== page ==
Adding texture to your bathroom walls can be a fun way to change the room’s aesthetic appeal while also working to disguise imperfections, dents, and dings that ordinarily ruin a paint job and can take time to repair. Texturing is similar to plastering, and can be an easy do-it-yourself project.
If you already have plaster walls in the bathroom, a fresh coat of plaster can be a way to smooth out the finish or correct existing damage. The finish coat can be textured or rough, depending on how rough the plaster is that you are using, how much water you add to the plaster and how the finishing tools are used. For a textured look, the finish is stippled with a brush for a look that is mottled or textured. You can add sand to traditional plaster to get an even more textured finish, but keep in mind that a sand coat does not set up as rapidly as traditional plaster does. Sand coatings are often applied very thickly and shaped or worked around with texture pads, sponges and trowels to achieve the desired variation and pattern that you want. You can also tint the plaster before it is applied rather than going with basic white or cream colors.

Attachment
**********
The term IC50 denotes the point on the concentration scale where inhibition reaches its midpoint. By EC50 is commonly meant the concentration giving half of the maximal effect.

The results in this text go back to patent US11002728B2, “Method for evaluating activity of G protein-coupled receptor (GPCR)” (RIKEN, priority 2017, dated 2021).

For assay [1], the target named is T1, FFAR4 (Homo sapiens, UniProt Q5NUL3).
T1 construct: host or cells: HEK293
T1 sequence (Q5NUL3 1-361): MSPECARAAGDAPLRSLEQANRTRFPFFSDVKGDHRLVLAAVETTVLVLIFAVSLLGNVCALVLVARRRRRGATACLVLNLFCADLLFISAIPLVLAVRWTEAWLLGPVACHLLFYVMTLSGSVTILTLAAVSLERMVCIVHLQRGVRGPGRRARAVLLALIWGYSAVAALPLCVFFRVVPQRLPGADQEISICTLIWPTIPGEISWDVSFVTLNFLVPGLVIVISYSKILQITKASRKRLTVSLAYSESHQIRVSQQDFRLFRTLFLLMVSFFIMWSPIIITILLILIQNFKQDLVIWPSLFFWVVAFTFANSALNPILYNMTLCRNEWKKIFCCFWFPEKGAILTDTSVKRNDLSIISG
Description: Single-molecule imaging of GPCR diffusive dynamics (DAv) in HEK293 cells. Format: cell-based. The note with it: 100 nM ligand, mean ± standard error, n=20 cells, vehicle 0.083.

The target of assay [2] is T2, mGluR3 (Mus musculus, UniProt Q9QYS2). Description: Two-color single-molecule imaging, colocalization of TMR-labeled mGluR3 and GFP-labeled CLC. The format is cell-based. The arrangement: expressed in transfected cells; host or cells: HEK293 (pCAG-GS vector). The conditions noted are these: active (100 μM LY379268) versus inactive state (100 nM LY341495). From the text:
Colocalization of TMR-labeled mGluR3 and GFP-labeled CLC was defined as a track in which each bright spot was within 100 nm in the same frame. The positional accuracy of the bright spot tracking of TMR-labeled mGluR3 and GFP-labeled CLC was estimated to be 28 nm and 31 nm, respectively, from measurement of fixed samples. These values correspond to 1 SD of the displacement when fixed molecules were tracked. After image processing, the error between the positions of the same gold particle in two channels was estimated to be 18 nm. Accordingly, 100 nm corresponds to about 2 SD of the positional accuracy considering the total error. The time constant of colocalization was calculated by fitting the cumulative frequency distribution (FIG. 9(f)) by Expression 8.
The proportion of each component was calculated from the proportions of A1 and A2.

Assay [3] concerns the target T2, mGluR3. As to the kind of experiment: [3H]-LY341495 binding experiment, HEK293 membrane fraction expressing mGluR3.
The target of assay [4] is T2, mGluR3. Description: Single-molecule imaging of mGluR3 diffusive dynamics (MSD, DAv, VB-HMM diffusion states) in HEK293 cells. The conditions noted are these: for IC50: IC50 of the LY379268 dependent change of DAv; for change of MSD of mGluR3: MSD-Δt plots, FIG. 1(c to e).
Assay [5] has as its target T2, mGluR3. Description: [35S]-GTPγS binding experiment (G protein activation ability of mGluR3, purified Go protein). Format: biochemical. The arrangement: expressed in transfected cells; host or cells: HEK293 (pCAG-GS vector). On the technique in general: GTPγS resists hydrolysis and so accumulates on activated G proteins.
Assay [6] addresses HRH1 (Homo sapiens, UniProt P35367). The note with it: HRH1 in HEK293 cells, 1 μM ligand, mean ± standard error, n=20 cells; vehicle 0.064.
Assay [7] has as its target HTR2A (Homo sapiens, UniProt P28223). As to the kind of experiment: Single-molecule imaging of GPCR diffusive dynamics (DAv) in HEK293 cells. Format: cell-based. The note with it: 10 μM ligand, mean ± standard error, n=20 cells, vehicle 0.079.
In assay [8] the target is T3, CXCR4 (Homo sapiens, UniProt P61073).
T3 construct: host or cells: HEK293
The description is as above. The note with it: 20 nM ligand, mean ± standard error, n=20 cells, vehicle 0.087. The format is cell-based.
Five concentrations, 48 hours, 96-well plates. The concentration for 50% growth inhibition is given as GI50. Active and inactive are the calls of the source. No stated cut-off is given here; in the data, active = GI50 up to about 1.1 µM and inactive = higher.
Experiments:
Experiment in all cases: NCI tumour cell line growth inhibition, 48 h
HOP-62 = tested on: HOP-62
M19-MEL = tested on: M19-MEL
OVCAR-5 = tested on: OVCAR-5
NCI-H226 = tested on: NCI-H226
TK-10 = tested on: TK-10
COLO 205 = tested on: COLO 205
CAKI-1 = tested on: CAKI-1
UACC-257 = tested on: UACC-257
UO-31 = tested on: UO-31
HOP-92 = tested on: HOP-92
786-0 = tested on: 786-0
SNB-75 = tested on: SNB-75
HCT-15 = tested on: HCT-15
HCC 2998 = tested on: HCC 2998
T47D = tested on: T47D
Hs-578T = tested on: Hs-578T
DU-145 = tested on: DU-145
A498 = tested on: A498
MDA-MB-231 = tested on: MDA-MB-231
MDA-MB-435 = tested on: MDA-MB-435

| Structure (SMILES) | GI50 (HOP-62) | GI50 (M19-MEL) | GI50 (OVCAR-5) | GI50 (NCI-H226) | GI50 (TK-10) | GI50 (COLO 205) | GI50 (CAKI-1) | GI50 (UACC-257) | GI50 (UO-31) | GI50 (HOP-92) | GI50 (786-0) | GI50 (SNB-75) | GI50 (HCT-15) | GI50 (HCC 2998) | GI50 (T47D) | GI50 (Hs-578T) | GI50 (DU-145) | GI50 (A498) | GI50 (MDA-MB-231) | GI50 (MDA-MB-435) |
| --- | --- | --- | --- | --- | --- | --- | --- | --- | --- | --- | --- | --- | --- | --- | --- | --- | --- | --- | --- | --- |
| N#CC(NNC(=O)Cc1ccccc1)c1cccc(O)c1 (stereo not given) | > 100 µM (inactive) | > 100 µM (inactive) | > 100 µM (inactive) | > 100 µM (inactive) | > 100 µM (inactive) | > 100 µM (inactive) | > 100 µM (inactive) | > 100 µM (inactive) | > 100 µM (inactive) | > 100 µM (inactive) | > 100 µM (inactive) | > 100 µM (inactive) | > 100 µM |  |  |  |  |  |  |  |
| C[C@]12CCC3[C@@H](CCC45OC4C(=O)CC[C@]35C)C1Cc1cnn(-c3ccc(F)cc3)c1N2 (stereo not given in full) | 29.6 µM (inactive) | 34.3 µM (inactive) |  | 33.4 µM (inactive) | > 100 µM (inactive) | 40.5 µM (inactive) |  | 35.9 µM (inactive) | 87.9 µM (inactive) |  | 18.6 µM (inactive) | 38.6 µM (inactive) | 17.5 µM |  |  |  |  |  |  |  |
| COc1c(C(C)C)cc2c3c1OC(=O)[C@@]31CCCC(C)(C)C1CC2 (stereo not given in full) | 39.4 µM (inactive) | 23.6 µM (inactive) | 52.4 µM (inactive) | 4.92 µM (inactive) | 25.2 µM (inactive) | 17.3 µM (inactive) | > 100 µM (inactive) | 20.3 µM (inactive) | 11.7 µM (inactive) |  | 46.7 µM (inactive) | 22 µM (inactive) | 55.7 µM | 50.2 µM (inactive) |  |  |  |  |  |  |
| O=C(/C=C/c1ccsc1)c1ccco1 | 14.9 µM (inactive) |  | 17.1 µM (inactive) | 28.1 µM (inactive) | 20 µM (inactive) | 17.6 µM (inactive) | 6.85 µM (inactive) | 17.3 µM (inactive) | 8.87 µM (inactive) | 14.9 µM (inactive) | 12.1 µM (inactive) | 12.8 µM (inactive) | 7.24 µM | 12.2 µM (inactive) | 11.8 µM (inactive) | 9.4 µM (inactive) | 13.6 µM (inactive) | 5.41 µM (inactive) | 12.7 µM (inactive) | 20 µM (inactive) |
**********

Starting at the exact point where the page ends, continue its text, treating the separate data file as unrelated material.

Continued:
Spray Textures for Your Bathroom Walls
Some people love to work with spray on textures that are similar to the mix that is found in joint compound. Just like plaster, this spray mix will hide any imperfections in the wall and give your wall an elegant look. The most popular spray texture is an un-aggregated wall finish that comes packaged as a dry mix that you must then blend with water to achieve your desired level of consistency. Once you have mixed the spray, you will load it into an airless sprayer. Most folks are better off renting the sprayer at a home improvement store as opposed to buying a sprayer. The nozzle setting and the size of the spray tip will define the level of texturing, including heavy, medium or fine.
You can mix the spray in a pail and then pour the mix into the hopper on the machine. If you choose to spray texture your bathroom walls, be sure to practice beforehand on some scrap wall board so that you can determine the best consistency for the look that you are trying to achieve. After the spray has been applied, you can take a trowel to knock down or even out the surface to the level of texture that you like most. As a general rule, the wetter your spray, the more the spray will flatten out – and the easier it will be to work with. The fun doesn't necessarily stop there. Once you have knocked the surface down to the look that you want, and the walls have dried and set up, you can apply any color of paint that you like to the textured surface. Be sure to prime and seal the surface, including in any crevices, before adding a finishing coat of paint.
Textured walls are the most forgiving of all wall types, which is why they are becoming immensely popular with do-it-yourself types.